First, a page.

The Second of July?
Our weather is just fabulous. When you walk outside and find temperatures in the upper 50’s and low 60’s in July, its hard to fathom how anyone can think the Louisville is in the South. Try Jackson, MS…that’s the South. But, you don’t want to go now. Stick around through the Fourth of July…the weather here will be great. A little hot and a little humid and maybe an errant t’storm but that’s far better than whatever they ‘ll have in Jackson.
On This Date in History: Speaking of the Fourth…..Its not really the day that we declared independence. Nope. It was really July 2, 1776. Richard Henry Lee had proposed a resolution for Independence in June but it was apparent there were not sufficient votes to pass it. So, they held off until July 2, 1776 when almost everyone voted in favor of independence. The delegation from New York abstained. They claimed that they were not sure what their constituents wanted them to do so they did nothing. I wonder though if this is not a case of fence sitting. They had to have known there were the votes for passage so, by abstaining, if the revolution failed, then they could always tell the crown that they never voted for it and maybe save their skins. It’s called covering your backside, among other things. But, Congress didn’t allow the New Yorkers off that easy as they very shrewdly appointed Robert Livingston, a delegate from New York, along with John Adams, Ben Franklin, Thomas Jefferson and Roger Sherman of Connecticut to draft a formal declaration. That formal declaration was completed and adopted on July 4, 1776. Its rather interesting that we celebrate the fourth and not the second given that John Adams wrote that the second of July would be the most celebrated day in all of American history. On the one hand I’m glad Adams was wrong because “The Fourth of July” has a better ring than “The Second of July”. On the other hand, perhaps if it had been celebrated on the day of the actual vote instead of when they got the paperwork done, then people would remember it more commonly as “Independence Day”.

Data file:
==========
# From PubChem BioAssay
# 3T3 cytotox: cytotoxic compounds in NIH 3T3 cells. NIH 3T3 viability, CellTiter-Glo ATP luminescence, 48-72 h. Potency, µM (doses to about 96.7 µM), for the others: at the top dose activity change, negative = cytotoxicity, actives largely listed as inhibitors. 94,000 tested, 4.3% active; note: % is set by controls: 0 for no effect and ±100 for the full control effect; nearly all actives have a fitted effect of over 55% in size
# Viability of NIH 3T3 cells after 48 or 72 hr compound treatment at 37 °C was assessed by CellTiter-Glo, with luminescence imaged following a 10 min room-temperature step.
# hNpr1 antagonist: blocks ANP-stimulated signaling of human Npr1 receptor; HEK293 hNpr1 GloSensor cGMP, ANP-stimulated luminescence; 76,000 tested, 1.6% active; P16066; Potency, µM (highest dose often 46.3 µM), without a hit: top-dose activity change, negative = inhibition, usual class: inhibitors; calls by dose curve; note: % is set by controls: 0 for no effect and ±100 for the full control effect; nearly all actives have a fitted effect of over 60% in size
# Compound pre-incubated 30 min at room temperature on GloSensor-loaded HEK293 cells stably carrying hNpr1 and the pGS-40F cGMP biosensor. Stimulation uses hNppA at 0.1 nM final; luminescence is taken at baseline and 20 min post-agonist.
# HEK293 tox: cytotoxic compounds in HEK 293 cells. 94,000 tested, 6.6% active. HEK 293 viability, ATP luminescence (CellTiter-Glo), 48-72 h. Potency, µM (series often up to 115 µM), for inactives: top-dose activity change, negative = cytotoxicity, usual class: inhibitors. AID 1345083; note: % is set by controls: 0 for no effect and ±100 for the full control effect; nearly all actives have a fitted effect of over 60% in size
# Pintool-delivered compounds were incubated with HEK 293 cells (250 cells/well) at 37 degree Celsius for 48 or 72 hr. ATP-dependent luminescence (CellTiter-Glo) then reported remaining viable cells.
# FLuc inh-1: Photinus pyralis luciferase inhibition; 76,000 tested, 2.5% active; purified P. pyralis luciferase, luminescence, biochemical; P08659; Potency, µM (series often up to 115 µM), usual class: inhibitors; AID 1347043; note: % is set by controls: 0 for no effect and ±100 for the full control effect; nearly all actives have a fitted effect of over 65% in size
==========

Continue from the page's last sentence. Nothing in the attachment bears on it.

Others Gaining Independence on this Date:
Amelia Earhardt gained independence from the rest of the world when her plane disappeared on this date in 1937.
President James Garfield began his trek for independence from this earth when he was felled from an assassins bullet on this date in 1881. He was shot while standing in a train station, but he didn’t gain full independence for another 6 months.
In 1809, Shawnee Chief Tecumseh began his quest for the Indian nations to re-establish their independence from the white settlers. Tecumseh observed how much the native culture had changed and become dependent on the white economy and trade. So, he encouraged going back to the old ways and resistance to European influence. Of course he failed and his fears came true. He gained ultimate independence in 1813 fighting for the British in the War of 1812 when he was killed, but not before he put his curse on the white man. That curse, it is said, caused the death of every president elected to office in a year ending in zero with the first being the man who led the troops against Tecumseh in his final battle, William Henry Harrison. The curse held true until Ronald Reagan overcame the curse of Tecumseh.
Don’t Get Too Independent
A couple in South Carolina made international headlines in June when they took their freedom to new heights. Be careful that you don’t get too free.